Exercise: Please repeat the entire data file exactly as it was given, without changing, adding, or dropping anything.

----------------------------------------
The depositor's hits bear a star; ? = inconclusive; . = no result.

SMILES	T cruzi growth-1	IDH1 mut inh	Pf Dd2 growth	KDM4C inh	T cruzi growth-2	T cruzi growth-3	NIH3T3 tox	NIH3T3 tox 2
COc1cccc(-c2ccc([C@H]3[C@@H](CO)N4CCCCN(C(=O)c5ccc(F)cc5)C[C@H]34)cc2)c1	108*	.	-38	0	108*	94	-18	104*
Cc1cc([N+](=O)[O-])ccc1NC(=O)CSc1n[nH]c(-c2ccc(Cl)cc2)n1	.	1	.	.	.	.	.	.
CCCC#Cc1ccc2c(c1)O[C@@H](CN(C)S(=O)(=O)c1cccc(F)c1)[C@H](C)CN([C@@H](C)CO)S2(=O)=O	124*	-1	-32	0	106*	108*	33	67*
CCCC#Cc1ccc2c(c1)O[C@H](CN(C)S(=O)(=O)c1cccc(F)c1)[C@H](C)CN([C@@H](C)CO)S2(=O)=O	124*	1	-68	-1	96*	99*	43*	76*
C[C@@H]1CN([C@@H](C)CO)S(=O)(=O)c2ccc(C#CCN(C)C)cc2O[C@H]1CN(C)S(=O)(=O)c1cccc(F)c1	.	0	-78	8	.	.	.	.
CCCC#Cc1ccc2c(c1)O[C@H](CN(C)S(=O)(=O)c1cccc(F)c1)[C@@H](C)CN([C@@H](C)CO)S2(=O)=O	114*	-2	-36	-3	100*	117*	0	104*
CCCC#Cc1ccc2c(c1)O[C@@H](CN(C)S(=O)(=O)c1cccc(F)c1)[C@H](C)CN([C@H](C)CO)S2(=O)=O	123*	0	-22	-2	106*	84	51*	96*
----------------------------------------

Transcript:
The depositor's hits bear a star; ? = inconclusive; . = no result.

SMILES	T cruzi growth-1	IDH1 mut inh	Pf Dd2 growth	KDM4C inh	T cruzi growth-2	T cruzi growth-3	NIH3T3 tox	NIH3T3 tox 2
COc1cccc(-c2ccc([C@H]3[C@@H](CO)N4CCCCN(C(=O)c5ccc(F)cc5)C[C@H]34)cc2)c1	108*	.	-38	0	108*	94	-18	104*
Cc1cc([N+](=O)[O-])ccc1NC(=O)CSc1n[nH]c(-c2ccc(Cl)cc2)n1	.	1	.	.	.	.	.	.
CCCC#Cc1ccc2c(c1)O[C@@H](CN(C)S(=O)(=O)c1cccc(F)c1)[C@H](C)CN([C@@H](C)CO)S2(=O)=O	124*	-1	-32	0	106*	108*	33	67*
CCCC#Cc1ccc2c(c1)O[C@H](CN(C)S(=O)(=O)c1cccc(F)c1)[C@H](C)CN([C@@H](C)CO)S2(=O)=O	124*	1	-68	-1	96*	99*	43*	76*
C[C@@H]1CN([C@@H](C)CO)S(=O)(=O)c2ccc(C#CCN(C)C)cc2O[C@H]1CN(C)S(=O)(=O)c1cccc(F)c1	.	0	-78	8	.	.	.	.
CCCC#Cc1ccc2c(c1)O[C@H](CN(C)S(=O)(=O)c1cccc(F)c1)[C@@H](C)CN([C@@H](C)CO)S2(=O)=O	114*	-2	-36	-3	100*	117*	0	104*
CCCC#Cc1ccc2c(c1)O[C@@H](CN(C)S(=O)(=O)c1cccc(F)c1)[C@H](C)CN([C@H](C)CO)S2(=O)=O	123*	0	-22	-2	106*	84	51*	96*